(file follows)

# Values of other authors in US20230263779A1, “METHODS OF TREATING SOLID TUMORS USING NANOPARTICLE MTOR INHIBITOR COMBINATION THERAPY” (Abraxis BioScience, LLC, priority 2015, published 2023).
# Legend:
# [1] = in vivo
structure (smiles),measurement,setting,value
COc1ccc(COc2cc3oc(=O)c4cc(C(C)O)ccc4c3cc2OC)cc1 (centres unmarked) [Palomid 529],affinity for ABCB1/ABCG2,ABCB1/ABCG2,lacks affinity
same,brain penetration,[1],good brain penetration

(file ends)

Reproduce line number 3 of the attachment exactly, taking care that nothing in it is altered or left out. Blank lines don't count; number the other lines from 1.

# [1] = in vivo